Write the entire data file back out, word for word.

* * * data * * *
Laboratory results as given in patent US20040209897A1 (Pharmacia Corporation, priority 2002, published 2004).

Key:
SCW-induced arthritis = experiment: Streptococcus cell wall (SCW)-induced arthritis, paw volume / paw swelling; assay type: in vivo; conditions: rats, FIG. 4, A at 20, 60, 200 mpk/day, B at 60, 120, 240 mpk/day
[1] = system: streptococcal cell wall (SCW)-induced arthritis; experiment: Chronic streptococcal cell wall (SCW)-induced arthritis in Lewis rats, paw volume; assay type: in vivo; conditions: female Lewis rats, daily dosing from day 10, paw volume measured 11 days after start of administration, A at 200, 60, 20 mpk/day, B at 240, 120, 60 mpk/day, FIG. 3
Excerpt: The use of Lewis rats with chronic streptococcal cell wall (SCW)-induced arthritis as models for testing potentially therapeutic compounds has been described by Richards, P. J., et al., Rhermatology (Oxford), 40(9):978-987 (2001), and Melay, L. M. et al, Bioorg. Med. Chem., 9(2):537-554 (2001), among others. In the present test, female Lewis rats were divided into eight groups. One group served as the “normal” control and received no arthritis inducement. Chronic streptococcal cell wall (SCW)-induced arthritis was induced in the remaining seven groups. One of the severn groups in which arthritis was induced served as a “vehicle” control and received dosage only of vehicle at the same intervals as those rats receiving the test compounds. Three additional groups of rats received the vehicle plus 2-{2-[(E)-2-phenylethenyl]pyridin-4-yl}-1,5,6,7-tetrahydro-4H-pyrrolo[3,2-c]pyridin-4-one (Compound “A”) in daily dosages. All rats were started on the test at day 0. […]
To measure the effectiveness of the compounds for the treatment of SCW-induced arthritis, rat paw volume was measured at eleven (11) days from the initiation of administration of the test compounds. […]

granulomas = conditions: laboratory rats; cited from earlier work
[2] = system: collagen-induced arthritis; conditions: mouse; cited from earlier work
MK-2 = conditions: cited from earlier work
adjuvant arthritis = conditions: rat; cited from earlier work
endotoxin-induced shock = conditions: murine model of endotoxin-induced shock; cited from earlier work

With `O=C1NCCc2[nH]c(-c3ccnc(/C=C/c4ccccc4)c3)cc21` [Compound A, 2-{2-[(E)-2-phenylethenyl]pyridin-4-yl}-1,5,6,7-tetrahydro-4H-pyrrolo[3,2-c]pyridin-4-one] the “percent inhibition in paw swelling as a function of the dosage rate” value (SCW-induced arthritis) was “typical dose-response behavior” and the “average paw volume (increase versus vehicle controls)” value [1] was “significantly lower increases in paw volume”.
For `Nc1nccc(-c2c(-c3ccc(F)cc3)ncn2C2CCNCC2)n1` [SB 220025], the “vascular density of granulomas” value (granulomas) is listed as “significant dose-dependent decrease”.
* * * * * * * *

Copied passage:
Laboratory results as given in patent US20040209897A1 (Pharmacia Corporation, priority 2002, published 2004).

Key:
SCW-induced arthritis = experiment: Streptococcus cell wall (SCW)-induced arthritis, paw volume / paw swelling; assay type: in vivo; conditions: rats, FIG. 4, A at 20, 60, 200 mpk/day, B at 60, 120, 240 mpk/day
[1] = system: streptococcal cell wall (SCW)-induced arthritis; experiment: Chronic streptococcal cell wall (SCW)-induced arthritis in Lewis rats, paw volume; assay type: in vivo; conditions: female Lewis rats, daily dosing from day 10, paw volume measured 11 days after start of administration, A at 200, 60, 20 mpk/day, B at 240, 120, 60 mpk/day, FIG. 3
Excerpt: The use of Lewis rats with chronic streptococcal cell wall (SCW)-induced arthritis as models for testing potentially therapeutic compounds has been described by Richards, P. J., et al., Rhermatology (Oxford), 40(9):978-987 (2001), and Melay, L. M. et al, Bioorg. Med. Chem., 9(2):537-554 (2001), among others. In the present test, female Lewis rats were divided into eight groups. One group served as the “normal” control and received no arthritis inducement. Chronic streptococcal cell wall (SCW)-induced arthritis was induced in the remaining seven groups. One of the severn groups in which arthritis was induced served as a “vehicle” control and received dosage only of vehicle at the same intervals as those rats receiving the test compounds. Three additional groups of rats received the vehicle plus 2-{2-[(E)-2-phenylethenyl]pyridin-4-yl}-1,5,6,7-tetrahydro-4H-pyrrolo[3,2-c]pyridin-4-one (Compound “A”) in daily dosages. All rats were started on the test at day 0. […]
To measure the effectiveness of the compounds for the treatment of SCW-induced arthritis, rat paw volume was measured at eleven (11) days from the initiation of administration of the test compounds. […]

granulomas = conditions: laboratory rats; cited from earlier work
[2] = system: collagen-induced arthritis; conditions: mouse; cited from earlier work
MK-2 = conditions: cited from earlier work
adjuvant arthritis = conditions: rat; cited from earlier work
endotoxin-induced shock = conditions: murine model of endotoxin-induced shock; cited from earlier work

With `O=C1NCCc2[nH]c(-c3ccnc(/C=C/c4ccccc4)c3)cc21` [Compound A, 2-{2-[(E)-2-phenylethenyl]pyridin-4-yl}-1,5,6,7-tetrahydro-4H-pyrrolo[3,2-c]pyridin-4-one] the “percent inhibition in paw swelling as a function of the dosage rate” value (SCW-induced arthritis) was “typical dose-response behavior” and the “average paw volume (increase versus vehicle controls)” value [1] was “significantly lower increases in paw volume”.
For `Nc1nccc(-c2c(-c3ccc(F)cc3)ncn2C2CCNCC2)n1` [SB 220025], the “vascular density of granulomas” value (granulomas) is listed as “significant dose-dependent decrease”.